What can be done to create more professional basketball opportunities for women in this country?

One site had all the rosters and all the cuts:

Atlanta Dream

Monique Billings
Brittany Brewer
Kalani Brown
Chennedy Carter
Blake Dietrick
Tiffany Hayes
Glory Johnson
Alexis Jones
Renee Montgomery
Shekinna Stricklen
Courtney Williams
Elizabeth Williams
Cuts: Elina Babkina, Alaina Coates.

Out for season: Maite Cazorla (elected to sit the 2020 season), Mikayla Pivec (elected to sit the 2020 season), Kobi Thornton (elected to sit the 2020 season).

Chicago Sky

Sydney Colson
Kahleah Copper
Diamond DeShields
Stefanie Dolson
Ruthy Hebard
Jantel Lavender
Cheyenne Parker
Allie Quigley
Azurá Stevens
Courtney Vandersloot
Gabby Williams
Cuts: Japreece Dean, Alexis Prince.

Out for season: Kiah Gillespie (personal reasons).

Connecticut Sun

DeWanna Bonner
Kaila Charles
Natisha Hiedeman
Bria Holmes
Briann January
Jonquel Jones
Brionna Jones
Kaleena Mosqueda-Lewis
Theresa Plaisance
Alyssa Thomas
Jasmine Thomas
Cuts: Valeriane Ayayi, Jacki Gemelos, Jazmon Gwathmey, Megan Huff, Juicy Landrum.

Dallas Wings

Bella Alarie
Allisha Gray
Megan Gustafson
Tyasha Harris
Isabella Harrison
Moriah Jefferson
Marina Mabrey
Astou Ndour
Arike Ogunbowale
Satou Sabally
Katie Lou Samuelson
Kayla Thornton
Cuts: Morgan Bertsch, Kaela Davis, Luisa Geiselsöder, Karlie Samuelson.

Trades: Kristine Anigwe (to Los Angeles Sparks).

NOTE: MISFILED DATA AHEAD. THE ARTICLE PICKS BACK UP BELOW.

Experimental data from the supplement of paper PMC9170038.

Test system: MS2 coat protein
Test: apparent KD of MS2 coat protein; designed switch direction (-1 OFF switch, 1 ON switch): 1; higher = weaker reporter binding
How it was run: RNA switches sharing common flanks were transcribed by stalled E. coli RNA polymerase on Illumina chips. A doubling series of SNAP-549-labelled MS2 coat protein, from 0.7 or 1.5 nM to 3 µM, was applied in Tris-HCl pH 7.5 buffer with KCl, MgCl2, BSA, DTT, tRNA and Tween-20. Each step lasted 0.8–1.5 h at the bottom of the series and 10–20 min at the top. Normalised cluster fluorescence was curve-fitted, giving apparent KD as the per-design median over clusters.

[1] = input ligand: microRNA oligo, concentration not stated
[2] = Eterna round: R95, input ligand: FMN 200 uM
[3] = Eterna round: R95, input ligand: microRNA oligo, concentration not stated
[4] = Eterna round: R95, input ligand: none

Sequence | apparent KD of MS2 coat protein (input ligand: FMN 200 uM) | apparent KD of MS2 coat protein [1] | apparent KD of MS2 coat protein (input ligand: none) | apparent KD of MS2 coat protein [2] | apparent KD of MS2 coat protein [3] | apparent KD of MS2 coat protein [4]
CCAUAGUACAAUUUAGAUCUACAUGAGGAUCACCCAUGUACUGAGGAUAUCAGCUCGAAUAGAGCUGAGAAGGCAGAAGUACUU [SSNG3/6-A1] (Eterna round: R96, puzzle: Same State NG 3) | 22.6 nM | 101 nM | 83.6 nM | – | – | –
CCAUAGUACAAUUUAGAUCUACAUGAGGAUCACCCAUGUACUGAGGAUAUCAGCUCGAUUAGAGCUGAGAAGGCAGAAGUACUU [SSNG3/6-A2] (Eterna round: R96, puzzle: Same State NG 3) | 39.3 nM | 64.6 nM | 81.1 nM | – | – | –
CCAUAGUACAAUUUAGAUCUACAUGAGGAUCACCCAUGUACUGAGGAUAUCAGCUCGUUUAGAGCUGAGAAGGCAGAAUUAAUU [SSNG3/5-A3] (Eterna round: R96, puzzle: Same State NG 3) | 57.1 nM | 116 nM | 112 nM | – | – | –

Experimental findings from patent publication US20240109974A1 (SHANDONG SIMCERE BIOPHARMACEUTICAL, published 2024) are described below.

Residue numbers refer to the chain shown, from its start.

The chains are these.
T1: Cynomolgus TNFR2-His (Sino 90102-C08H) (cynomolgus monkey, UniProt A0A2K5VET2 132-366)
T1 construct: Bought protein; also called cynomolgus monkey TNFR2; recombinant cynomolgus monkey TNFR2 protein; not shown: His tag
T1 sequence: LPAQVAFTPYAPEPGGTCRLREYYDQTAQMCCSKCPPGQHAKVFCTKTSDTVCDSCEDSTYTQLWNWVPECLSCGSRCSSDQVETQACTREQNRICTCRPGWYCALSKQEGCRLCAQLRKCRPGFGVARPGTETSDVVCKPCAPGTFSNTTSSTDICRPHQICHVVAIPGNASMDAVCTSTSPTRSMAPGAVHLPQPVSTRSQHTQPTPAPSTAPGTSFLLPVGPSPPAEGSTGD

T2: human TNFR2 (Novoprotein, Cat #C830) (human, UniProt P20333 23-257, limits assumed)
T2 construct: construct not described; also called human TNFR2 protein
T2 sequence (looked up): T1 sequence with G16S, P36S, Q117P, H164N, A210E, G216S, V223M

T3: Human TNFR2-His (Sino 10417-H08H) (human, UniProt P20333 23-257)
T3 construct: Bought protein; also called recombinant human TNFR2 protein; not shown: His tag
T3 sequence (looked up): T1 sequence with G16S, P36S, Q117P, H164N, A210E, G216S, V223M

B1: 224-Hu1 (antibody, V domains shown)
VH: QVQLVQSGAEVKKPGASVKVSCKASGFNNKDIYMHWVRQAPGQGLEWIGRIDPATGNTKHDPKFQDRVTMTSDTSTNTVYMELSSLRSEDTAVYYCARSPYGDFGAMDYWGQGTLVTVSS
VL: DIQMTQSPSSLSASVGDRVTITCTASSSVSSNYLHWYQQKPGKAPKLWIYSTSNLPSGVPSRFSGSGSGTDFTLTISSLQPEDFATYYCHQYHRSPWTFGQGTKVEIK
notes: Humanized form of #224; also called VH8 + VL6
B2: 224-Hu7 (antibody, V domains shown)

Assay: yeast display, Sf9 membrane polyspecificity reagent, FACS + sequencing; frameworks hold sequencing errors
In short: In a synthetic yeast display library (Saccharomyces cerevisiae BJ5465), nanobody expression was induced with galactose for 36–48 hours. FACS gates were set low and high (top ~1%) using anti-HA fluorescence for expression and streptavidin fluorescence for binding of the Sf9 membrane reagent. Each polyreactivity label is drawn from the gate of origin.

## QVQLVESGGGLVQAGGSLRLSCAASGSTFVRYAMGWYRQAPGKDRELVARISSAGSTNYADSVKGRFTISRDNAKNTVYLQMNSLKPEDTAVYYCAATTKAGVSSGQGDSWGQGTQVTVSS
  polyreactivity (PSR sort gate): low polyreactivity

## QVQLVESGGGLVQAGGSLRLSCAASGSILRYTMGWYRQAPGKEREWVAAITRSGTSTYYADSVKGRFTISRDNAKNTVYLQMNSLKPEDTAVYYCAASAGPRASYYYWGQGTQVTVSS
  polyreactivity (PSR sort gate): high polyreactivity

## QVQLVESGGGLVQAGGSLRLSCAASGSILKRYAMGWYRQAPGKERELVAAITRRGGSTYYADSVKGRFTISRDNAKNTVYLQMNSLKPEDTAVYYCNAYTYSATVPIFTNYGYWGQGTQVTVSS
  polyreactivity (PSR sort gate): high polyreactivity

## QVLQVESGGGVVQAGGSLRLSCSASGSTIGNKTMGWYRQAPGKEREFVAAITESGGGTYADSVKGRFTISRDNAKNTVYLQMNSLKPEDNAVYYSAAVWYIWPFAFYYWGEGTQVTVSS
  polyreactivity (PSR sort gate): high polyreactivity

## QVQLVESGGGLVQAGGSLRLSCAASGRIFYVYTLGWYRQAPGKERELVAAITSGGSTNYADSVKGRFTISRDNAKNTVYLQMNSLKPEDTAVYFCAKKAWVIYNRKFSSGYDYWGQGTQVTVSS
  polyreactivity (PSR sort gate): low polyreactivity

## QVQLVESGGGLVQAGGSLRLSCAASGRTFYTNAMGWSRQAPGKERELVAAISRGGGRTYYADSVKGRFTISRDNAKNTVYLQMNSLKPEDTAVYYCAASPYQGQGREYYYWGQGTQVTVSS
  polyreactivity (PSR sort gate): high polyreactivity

Out for season: Imani McGee-Stafford (law school).

Indiana Fever

Natalie Achonwa
Julie Allemand
Kennedy Burke
Lauren Cox
Kathleen Doyle
Candice Dupree
Betnijah Laney
Stephanie Mavunga
Teaira McCowan
Kelsey Mitchell
Tiffany Mitchell
Victoria Vivians
Erica Wheeler
Cuts: Jessica January, Paris Kea, Erica McCall, Kamiah Smalls.

Las Vegas Aces

Lindsay Allen
Liz Cambage
Dearica Hamby
Kayla McBride
Angel McCoughtry
Kelsey Plum
Danielle Robinson
Sugar Rodgers
Carolyn Swords
A’ja Wilson
Jackie Young
Cuts: Lauren Manis, Raisa Musina, Avery Warley-Talbert.

Out for season: JiSu Park (personal decision).

Los Angeles Sparks

Kristine Anigwe (via trade from Dallas Wings)
Seimone Augustus
Chelsea Gray
Marie Gülich
Chiney Ogwumike
Nneka Ogwumike
Candace Parker
Tierra Ruffin-Pratt
Brittney Sykes
Kristi Toliver
Sydney Wiese
Riquna Williams
Cuts: Tynice Martin, Dominique McBryde, Beatrice Mompremier.

Out for season: Maria Vadeeva (overseas, with plans to rejoin team in 2021), Leonie Fiebich (overseas).

Minnesota Lynx

Kayla Alexander
Rachel Banham
Lexie Brown
Bridget Carlton
Karima Christmas-Kelly
Napheesa Collier
Crystal Dangerfield
Damiris Dantas
Sylvia Fowles
Mikiah Herbert Harrigan
Shenise Johnson
Cecilia Zandalasini
Cuts: Linnae Harper, Erica Ogwumike.

Out for season: Maya Moore (personal), Jessica Shepard (ACL recovery), Odyssey Sims (personal).

New York Liberty

Rebecca Allen
Layshia Clarendon
Asia Durr
Sabrina Ionescu
Jazmine Jones
Kia Nurse
Leaonna Odom
Kylee Shook
Kiah Stokes